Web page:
She’s an Upwork pro, and after talking with her one-on-one in my recent podcast episode, I have been dying to learn more about her Upwork secrets. I consider myself a pretty experience freelancer, but I still haven’t tamed the beast that is Upwork. Today, she’s sharing her step-by-step guide to writing an Upwork proposal that lands you the gig.
Want to listen to the podcast? Here ya go! It’s full of even more tips.
When it comes to freelance job hunting websites, Upwork seems to get a less than stellar reputation. Upwork’s reputation precedes them despite the myriad of reputable companies and entrepreneurs who use the platform to hire freelancers from around the world.
If you are struggling with writing a winning Upwork proposal, I hope that today’s article will teach you the ropes. I have been using this platform for nearly two years now, and I want to help you start seeing some traction on the site.
1. Find the Best Jobs on Upwork
The first step to writing a winning Upwork proposal is to find a job that makes you excited to apply. You can’t expect to win many Upwork jobs if you don’t start with that simple step.
Here is what I usually do to find jobs I want to apply to. First, visit the site at least twice per day, Upwork has many employers, so the site changes rapidly, even on the weekends.
Once I am on the site, I deploy my usual filters:
- Category: Article & Blog Writing
- Client Info: Payment Verified
- Client Location: United States (sometimes Canada)
From there, I usually browse until I find something that’s worth my time. Over my time using the Upwork platform I have grown an extremely thick skin. I know what I am looking for, what I want to accept, and I ignore the rest. That’s why I only view certain client countries, and I narrow my search to look at clients who have verified their payment methods.
Overall, you need to know that there will be low-paying clients. Many clients won’t want to pay you a decent wage, and that’s just something you need to accept. Low paying clients is not an Upwork problem; this is a work culture problem (especially in America.) Most people have been taught to value lower prices, even if it cuts down their quality substantially.
Just because you accept that there will be low-paying clients on the platform, doesn’t mean you agree to that payment for yourself. There’s a time and a place for clients who don’t pay much. What they charge won’t affect your worth or what you can charge.
There are plenty of clients who don’t mind paying a bit extra, you just need to dig to find those people. Look for clients who are ready to pay intermediate or expert prices, and you can usually find a client who is prepared to spend more money. You can also scroll down on a job description to see the client’s recent history so you can get a better idea of the rates they pay freelancers.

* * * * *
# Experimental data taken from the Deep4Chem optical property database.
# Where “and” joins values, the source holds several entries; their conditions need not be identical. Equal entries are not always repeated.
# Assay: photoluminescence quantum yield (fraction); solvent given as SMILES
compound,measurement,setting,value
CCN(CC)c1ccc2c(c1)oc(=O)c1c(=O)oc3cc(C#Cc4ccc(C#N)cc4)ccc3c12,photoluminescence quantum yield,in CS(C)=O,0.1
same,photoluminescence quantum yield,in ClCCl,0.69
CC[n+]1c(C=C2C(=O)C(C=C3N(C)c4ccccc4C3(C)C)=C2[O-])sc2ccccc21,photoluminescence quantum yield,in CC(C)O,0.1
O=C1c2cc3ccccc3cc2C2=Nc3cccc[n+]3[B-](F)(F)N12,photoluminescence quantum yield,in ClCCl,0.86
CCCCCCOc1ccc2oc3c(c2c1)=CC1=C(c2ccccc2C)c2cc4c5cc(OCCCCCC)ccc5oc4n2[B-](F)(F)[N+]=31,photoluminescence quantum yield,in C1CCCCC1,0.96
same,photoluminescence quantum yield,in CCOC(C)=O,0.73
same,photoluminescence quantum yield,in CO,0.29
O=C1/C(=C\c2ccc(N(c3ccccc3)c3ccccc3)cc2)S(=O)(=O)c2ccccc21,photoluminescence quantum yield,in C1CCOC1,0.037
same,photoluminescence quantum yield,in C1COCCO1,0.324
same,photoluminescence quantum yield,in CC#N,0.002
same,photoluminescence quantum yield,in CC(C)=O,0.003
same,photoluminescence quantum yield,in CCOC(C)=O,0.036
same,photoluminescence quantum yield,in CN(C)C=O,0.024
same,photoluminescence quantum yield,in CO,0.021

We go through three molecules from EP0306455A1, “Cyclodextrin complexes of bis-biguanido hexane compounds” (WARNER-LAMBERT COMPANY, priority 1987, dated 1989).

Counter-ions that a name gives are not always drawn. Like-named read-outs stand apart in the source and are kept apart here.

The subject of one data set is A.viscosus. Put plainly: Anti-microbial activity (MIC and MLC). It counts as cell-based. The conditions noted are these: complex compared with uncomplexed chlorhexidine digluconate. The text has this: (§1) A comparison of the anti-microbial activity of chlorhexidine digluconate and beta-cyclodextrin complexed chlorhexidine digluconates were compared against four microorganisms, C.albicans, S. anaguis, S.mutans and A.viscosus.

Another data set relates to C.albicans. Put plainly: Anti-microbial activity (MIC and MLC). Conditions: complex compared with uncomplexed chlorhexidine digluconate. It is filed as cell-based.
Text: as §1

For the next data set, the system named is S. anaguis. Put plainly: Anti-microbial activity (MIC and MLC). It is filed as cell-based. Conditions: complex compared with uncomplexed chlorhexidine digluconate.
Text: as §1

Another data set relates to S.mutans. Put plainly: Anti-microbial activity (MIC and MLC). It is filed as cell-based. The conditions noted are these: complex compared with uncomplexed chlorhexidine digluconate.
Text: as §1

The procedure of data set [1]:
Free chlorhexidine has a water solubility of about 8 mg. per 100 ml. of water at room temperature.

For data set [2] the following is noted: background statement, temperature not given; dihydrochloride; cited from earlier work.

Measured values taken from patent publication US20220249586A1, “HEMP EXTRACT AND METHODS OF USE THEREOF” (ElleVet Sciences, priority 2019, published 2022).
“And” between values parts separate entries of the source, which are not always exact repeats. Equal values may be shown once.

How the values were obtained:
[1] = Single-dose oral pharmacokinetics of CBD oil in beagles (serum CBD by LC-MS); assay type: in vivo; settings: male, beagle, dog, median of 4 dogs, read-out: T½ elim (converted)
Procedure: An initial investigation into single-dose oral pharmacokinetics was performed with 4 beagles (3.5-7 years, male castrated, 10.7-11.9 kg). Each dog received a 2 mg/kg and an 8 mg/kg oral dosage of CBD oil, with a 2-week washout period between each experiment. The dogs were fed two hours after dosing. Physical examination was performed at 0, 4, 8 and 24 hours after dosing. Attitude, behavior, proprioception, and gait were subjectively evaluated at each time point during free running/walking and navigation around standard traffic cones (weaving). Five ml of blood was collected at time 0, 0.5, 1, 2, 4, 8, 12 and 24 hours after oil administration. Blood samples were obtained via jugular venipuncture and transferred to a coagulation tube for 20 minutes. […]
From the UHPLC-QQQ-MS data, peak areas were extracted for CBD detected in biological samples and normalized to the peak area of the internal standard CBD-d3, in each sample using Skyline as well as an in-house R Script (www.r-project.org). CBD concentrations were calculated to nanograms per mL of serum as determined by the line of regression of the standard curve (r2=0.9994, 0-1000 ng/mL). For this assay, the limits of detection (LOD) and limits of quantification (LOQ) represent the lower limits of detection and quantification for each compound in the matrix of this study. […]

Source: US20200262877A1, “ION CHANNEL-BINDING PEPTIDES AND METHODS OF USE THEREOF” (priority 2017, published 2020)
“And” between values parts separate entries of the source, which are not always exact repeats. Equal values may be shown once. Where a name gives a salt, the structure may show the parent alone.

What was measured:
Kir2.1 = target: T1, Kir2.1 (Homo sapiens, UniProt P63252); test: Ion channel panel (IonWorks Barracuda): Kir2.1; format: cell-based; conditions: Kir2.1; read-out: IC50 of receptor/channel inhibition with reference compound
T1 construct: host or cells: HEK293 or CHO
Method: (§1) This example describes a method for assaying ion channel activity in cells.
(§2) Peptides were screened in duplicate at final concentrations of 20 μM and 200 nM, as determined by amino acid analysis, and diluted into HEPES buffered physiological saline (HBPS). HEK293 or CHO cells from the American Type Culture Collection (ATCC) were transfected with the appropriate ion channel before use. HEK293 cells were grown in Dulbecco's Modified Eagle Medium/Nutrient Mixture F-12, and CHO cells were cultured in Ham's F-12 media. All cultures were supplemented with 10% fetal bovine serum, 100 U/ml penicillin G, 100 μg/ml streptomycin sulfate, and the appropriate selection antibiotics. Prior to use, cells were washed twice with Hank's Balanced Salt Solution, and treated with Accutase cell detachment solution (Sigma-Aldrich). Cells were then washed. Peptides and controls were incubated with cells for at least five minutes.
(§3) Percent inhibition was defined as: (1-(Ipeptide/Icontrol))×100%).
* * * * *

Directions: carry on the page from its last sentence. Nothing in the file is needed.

2. Read & Understand Upwork Job Descriptions
After you find a job that looks promising, it’s time to do your research. You need to understand what they’re looking for and how you can help them achieve their goals.
Don’t spend all day doing this research, a bit of sleuthing will do. For example, if I want to apply to write a blog post on “how to become a better boss,” I am going to do my research to make sure I can write an article like that, especially one that’s better than competitor blog posts.
So, if you find an online job that you want, dig deeper. Understand how you can help them before you jump into your regular spiel. I have a few statements that I rotate through when writing a winning Upwork proposal, but even then, I try to customize at least a few of the lines for that person. Understanding the job description is essential so that you can customize proposals.
Also, sometimes you will get potential clients who want to test that you have read the entire job description. They may have extra requirements or phrases tucked into the description to make sure that you have done your due diligence. It doesn’t hurt to be thorough!
Bonus: check out their website if you can!
While you’re doing research, check out their website if possible! It’s not always included in the summary. If they include a website, you should always check it out to see if you’d enjoy working for them.
While checking out their website, you may also see if you can make any connections with them based on their site that you can bring into the application. It’s always good practice to view the website of who you’d be working with if you have the opportunity to do so before you apply.
3. Answer Supplementary Questions First
Okay, this is the most critical piece of information I will probably ever tell you about writing a winning Upwork proposal. Your potential clients don’t read the cover letter first. Upwork shows them the answers to the supplementary questions first, then your cover letter.
Many new Upwork freelancers mess up because they answer the cover letter section first, then they are burnt out and give crappy answers to the main events: supplementary questions. I know that I am personally guilty of focusing too heavily on the cover letter, thinking “It’s a cover letter, it’s obviously first!”
Trust me when I say to focus on those extra questions first if your potential client asks them.
4. Start Your Upwork Proposal About Them
People are self-centered. They are more interested in hearing about them before they are interested in hearing about you. They want to know:
- What have they done right?
- Do you find their blog interesting?
- Can you tell that they have been putting a lot of effort into their website?
- Are you excited about the work they are doing for the community?
I know, this seems like a strange way to start your cover letter, but they likely want to be the center of attention in a sense. It gets them interested in hearing what you have to say and it shows that you’ve done your research. Your first couple of sentences should focus on them and building a relationship.
5. Show Prospective Upwork Clients You Know Your Stuff
One thing I love to do when creating a cover letter is to talk about my knowledge of the topic they need help with. Showing your knowledge helps no matter what job you are applying for. Give them a little something they can either use for free or just a general statement.